#5 Chemicals – Beyond eating organic and using chemical free toiletries and make-up, the next largest offender is pollutants.  If you’re frequently traveling on planes, working in closed up office spaces or gyms, chances are you’re inhaling high levels of BPA, flame retardants and pthlates…even molds which are not easily cleared by the body.   In fact, research is showing us that chemicals (even air-bound ones) change the behavior of our environment sampling cells (part of the immune system) in 3 distinct ways:

  • By killing beneficial microbes in the body, soil and air
  • By depleting vitamin D in the body – a nutrient that calms immune activity
  • By changing how the immune system develops and reacts

The net of all that is chemical exposure increases the development of all sorts of food sensitivities and digestion disorders.  So, besides eating and using the cleanest food and products, make sure your liver is functioning well, eat plenty of fiber and consider investing in an air purifier that removes volatile organic compounds for your home and office.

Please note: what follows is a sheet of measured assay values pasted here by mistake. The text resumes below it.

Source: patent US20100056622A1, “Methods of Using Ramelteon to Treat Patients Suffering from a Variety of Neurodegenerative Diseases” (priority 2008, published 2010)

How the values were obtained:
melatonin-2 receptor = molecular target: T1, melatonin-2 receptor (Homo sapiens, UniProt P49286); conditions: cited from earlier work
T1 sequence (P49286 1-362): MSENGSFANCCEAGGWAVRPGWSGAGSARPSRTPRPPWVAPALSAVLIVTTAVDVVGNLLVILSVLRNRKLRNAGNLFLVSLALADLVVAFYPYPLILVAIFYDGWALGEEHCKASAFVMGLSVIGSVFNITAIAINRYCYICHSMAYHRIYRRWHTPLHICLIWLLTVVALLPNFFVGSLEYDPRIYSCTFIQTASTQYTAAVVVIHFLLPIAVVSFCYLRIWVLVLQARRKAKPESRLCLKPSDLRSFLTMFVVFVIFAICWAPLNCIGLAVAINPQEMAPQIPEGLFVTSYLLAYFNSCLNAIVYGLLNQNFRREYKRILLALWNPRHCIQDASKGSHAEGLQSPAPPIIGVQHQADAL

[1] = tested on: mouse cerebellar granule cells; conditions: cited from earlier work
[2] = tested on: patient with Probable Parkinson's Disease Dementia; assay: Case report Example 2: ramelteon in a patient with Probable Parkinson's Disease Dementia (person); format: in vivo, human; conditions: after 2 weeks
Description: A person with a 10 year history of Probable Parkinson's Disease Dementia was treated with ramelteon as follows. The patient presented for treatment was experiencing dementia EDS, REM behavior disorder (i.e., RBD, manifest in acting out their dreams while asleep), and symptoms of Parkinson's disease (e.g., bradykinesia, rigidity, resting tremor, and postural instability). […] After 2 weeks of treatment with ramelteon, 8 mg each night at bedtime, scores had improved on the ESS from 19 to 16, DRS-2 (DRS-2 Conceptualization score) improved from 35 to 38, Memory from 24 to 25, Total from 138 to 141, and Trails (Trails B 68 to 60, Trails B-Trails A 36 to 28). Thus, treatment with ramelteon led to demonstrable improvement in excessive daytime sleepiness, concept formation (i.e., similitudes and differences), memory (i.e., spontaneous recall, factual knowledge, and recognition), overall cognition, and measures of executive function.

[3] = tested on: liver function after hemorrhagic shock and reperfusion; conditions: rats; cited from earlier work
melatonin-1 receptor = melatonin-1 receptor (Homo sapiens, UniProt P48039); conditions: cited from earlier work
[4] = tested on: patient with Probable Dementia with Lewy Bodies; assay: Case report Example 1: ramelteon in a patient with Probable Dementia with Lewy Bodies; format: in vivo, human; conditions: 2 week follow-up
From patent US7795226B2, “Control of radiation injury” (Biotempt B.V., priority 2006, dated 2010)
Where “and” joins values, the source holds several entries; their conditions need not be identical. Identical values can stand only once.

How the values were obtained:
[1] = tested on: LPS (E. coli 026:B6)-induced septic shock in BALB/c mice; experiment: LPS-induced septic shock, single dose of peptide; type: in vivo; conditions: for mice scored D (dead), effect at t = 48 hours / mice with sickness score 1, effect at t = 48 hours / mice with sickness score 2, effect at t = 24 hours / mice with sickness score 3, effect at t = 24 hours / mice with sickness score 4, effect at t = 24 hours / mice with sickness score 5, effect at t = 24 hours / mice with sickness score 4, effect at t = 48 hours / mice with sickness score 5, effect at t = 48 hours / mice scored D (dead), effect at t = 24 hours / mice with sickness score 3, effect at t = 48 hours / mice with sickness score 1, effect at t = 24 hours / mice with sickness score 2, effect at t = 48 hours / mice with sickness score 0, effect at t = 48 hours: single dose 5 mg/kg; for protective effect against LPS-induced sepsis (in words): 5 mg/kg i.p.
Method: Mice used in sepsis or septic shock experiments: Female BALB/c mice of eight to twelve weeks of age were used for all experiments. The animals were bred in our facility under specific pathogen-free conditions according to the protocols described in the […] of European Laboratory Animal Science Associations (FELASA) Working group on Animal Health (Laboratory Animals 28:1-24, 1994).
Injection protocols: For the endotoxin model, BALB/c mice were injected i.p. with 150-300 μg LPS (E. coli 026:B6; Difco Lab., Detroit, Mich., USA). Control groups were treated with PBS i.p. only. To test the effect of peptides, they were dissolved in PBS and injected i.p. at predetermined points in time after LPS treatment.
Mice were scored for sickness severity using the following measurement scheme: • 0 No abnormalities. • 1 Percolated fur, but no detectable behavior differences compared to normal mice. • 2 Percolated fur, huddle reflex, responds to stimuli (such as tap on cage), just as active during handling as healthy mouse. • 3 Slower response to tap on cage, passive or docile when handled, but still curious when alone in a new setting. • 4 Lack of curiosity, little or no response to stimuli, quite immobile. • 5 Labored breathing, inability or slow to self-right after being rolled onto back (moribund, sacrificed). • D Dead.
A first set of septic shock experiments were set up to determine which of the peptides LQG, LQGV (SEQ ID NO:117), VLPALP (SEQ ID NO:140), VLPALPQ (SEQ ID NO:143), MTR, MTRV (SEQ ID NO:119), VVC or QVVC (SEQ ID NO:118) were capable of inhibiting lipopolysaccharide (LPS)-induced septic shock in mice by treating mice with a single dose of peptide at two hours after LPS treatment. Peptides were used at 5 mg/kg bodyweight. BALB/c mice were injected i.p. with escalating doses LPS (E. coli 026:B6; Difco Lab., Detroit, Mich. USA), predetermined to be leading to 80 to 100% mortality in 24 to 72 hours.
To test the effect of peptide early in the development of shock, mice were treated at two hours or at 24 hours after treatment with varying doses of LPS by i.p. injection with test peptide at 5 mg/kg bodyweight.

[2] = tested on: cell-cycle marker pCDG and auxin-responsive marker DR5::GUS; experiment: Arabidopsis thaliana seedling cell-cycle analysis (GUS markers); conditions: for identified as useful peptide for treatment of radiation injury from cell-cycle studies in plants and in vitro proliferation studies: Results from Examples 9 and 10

Finally, if you’re a strength seeker, consider starting or joining a “Biochem Club.”  These book clubs on steroids are comprised of savvy men and women who keep up on the latest research and then use their professional network and/or highly analytical minds to develop personal biochemical recipes for just about everything strength and wellness-focused that you may need.  Need a good cellular hydration recipe… a food that triggers protein synthesis when you’re eating only greens…or an amino acid drink that helps curb hunger on “toggle” days (aka focus on losing body fat vs. gaining muscle), these folks have done their research, understand human biochemistry and how that interacts with food and plants and like to share that knowledge to support the aging body.

Bottom line, while we all go through illness bouts, your fate is NOT sealed.  Learn how your unique biochemistry works and then master the body’s hierarchy of influence.  All it takes is a few simple changes and a few weeks to see improvements in energy, health and strength.